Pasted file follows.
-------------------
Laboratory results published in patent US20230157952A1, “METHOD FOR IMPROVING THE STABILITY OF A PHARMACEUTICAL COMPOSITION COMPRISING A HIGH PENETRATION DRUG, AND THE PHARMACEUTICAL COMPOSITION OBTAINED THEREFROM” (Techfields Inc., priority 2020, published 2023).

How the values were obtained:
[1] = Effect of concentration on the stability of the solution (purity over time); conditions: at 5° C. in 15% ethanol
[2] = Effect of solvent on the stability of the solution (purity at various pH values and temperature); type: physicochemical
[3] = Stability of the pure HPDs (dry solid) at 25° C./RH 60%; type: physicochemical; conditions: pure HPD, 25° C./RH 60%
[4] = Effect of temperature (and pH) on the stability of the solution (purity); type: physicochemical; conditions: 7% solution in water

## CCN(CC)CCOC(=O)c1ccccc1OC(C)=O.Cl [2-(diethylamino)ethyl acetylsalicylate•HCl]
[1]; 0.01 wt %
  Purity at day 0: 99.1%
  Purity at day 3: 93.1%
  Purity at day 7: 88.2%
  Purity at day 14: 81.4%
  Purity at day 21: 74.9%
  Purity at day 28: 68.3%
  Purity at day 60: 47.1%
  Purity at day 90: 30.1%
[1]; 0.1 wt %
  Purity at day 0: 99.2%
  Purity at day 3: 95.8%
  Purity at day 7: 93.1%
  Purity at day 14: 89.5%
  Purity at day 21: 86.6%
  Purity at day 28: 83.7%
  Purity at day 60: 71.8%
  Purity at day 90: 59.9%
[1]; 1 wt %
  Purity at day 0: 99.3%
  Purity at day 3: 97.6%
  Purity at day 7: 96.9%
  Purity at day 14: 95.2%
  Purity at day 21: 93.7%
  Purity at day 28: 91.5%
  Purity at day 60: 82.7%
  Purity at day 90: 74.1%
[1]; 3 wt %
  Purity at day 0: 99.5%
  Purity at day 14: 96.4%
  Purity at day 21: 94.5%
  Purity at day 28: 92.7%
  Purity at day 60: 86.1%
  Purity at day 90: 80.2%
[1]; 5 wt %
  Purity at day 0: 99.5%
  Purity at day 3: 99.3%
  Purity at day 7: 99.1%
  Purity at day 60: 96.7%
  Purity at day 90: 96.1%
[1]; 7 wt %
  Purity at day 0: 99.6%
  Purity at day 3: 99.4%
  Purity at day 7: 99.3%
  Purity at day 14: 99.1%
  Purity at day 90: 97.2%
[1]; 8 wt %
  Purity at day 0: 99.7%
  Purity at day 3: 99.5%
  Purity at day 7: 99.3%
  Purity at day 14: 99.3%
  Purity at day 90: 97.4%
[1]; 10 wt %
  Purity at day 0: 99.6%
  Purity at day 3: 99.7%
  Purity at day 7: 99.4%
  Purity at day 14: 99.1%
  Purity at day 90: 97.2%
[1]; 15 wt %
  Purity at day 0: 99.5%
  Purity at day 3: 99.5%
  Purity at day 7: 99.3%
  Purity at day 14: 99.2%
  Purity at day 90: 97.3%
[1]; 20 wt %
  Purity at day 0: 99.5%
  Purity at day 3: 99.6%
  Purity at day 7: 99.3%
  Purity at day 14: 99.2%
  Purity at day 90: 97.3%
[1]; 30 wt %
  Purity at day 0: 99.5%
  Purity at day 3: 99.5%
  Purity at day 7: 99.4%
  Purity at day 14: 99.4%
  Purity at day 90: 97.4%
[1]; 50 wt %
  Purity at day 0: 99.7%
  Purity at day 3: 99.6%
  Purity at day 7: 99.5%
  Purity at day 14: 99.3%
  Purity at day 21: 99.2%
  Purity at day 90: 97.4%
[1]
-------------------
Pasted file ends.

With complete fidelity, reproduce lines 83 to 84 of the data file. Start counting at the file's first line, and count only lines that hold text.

  Purity at day 90: 97.4%
[1]; 50 wt %